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and Slovenia (PureH). For the most part the collaboration was via the web. With the exception of Fort Minor and J-pop star, Chage, none of the artists are signed to major labels.

Motivations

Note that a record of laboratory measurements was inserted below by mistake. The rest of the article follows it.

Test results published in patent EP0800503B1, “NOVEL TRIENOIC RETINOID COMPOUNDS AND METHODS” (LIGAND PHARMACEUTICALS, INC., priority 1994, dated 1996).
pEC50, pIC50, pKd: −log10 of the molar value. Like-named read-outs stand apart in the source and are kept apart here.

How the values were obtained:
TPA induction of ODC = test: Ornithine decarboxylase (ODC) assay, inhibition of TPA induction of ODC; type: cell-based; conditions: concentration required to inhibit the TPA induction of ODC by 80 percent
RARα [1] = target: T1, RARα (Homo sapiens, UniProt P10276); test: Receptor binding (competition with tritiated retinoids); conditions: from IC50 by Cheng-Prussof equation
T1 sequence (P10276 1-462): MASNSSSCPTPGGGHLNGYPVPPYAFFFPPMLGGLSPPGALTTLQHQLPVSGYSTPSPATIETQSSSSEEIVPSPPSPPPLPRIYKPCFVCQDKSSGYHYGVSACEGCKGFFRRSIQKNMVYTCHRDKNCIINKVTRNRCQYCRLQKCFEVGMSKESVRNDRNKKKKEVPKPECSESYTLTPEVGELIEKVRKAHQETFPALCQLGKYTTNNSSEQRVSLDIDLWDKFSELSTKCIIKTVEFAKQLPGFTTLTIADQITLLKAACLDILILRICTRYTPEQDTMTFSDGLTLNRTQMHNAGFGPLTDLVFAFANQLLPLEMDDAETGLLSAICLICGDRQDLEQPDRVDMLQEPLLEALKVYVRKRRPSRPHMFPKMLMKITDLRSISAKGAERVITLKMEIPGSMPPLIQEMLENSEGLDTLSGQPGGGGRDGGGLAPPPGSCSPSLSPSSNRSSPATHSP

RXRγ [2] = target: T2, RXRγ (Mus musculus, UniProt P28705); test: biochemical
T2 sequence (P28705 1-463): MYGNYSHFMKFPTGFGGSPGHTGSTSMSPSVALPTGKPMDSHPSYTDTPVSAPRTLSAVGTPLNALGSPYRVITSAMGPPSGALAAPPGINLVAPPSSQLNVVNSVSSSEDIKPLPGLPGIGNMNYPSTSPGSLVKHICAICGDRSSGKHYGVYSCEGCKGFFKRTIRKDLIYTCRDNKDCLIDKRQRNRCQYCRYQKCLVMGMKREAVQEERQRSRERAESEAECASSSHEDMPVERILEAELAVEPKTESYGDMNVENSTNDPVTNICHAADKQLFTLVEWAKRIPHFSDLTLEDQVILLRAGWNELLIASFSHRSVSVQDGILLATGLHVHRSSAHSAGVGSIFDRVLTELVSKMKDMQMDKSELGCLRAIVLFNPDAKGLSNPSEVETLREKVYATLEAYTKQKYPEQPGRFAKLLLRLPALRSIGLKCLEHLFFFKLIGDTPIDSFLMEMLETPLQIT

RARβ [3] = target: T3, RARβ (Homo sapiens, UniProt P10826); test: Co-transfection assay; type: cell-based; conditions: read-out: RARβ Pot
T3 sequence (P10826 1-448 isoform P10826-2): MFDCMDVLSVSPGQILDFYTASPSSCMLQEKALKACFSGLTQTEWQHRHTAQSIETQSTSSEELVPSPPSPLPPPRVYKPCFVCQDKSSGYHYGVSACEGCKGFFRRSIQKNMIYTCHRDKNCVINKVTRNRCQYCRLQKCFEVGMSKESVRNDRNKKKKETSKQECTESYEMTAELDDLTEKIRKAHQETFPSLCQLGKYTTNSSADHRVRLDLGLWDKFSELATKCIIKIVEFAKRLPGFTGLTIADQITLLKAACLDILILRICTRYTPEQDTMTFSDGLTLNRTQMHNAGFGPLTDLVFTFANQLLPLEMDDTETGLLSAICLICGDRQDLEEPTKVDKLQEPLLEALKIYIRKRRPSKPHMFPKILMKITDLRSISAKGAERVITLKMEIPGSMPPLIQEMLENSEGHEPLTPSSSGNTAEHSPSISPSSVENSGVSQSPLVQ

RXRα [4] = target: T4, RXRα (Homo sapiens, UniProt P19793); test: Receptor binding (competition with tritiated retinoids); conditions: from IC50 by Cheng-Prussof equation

Tyng-Ruey Chuang from Creative Commons Taiwan conducted by e-mail the following interview with MoShang on January 2, 2008, in which he expressed his views. CC TAIWAN: Could you describe how you work? In particular, how do you find materials and collaborators, and how do you approach them? How is Asian Variations produced? MOSHANG: My current production style is based mostly on experimenting. Rather than composing in the traditional sense of the word, I’ll build up a track in sections, working almost exclusively with music production software on the PC, intuitively and by ear. The musical elements I use come from a variety of sources; field recordings I make with a portable sound recorder in my environment, commercial and opensource loop and sample libraries and elements I create in the studio. When I’m looking for a particular element to use that I can’t record myself, I’ll search the web for it. Similarly, I’ve met most of my recent collaborators on the web through music upload sites like SoundClick (www.soundclick. com), social networking sites (predominantly MySpace) and the Second Life online world. Over the last three years or so, most of my collaborations have been in the form of remixes. In many cases these remixes would be requested by artists who had been exposed to my music through the online means mentioned above. At the beginning of 2007, I discovered that by doing these occasional remixes in between working on my own music, I had gathered just about enough material for a full-length remix album. I decided to just keep going and by September 2007 I had fourteen remixes which I released together as the Asian Variations album. CC TAIWAN: Could you comment on the current music environment (business, creativity, tools, collaboration, etc.) from the point-of-view of independent creators/producers? MOSHANG: The tools for creating music have never been better, cheaper or more freely available than now. As a result there has been a huge increase in the amount of artists/producers creating music independently.